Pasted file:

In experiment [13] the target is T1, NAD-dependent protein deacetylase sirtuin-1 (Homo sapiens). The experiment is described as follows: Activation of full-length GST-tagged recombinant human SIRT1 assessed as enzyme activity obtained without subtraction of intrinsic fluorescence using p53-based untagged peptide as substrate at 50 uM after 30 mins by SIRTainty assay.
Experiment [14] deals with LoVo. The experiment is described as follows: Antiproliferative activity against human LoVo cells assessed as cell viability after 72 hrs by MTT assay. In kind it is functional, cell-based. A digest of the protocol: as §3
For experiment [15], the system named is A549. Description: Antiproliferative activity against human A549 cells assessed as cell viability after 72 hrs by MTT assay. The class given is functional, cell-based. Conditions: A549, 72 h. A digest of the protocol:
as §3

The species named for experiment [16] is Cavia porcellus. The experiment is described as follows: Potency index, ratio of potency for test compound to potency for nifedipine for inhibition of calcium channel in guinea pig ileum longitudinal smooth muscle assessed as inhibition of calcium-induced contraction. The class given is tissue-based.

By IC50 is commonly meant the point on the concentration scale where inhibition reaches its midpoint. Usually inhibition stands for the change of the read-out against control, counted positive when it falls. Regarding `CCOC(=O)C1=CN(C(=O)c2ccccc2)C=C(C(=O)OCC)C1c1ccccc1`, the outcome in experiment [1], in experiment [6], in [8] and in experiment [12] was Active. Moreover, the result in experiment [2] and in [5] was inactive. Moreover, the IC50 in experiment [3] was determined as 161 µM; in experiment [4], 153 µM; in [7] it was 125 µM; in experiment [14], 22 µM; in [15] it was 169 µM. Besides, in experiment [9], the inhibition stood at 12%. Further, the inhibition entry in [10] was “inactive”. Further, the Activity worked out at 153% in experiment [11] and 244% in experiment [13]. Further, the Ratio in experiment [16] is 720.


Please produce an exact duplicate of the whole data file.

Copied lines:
In experiment [13] the target is T1, NAD-dependent protein deacetylase sirtuin-1 (Homo sapiens). The experiment is described as follows: Activation of full-length GST-tagged recombinant human SIRT1 assessed as enzyme activity obtained without subtraction of intrinsic fluorescence using p53-based untagged peptide as substrate at 50 uM after 30 mins by SIRTainty assay.
Experiment [14] deals with LoVo. The experiment is described as follows: Antiproliferative activity against human LoVo cells assessed as cell viability after 72 hrs by MTT assay. In kind it is functional, cell-based. A digest of the protocol: as §3
For experiment [15], the system named is A549. Description: Antiproliferative activity against human A549 cells assessed as cell viability after 72 hrs by MTT assay. The class given is functional, cell-based. Conditions: A549, 72 h. A digest of the protocol:
as §3

The species named for experiment [16] is Cavia porcellus. The experiment is described as follows: Potency index, ratio of potency for test compound to potency for nifedipine for inhibition of calcium channel in guinea pig ileum longitudinal smooth muscle assessed as inhibition of calcium-induced contraction. The class given is tissue-based.

By IC50 is commonly meant the point on the concentration scale where inhibition reaches its midpoint. Usually inhibition stands for the change of the read-out against control, counted positive when it falls. Regarding `CCOC(=O)C1=CN(C(=O)c2ccccc2)C=C(C(=O)OCC)C1c1ccccc1`, the outcome in experiment [1], in experiment [6], in [8] and in experiment [12] was Active. Moreover, the result in experiment [2] and in [5] was inactive. Moreover, the IC50 in experiment [3] was determined as 161 µM; in experiment [4], 153 µM; in [7] it was 125 µM; in experiment [14], 22 µM; in [15] it was 169 µM. Besides, in experiment [9], the inhibition stood at 12%. Further, the inhibition entry in [10] was “inactive”. Further, the Activity worked out at 153% in experiment [11] and 244% in experiment [13]. Further, the Ratio in experiment [16] is 720.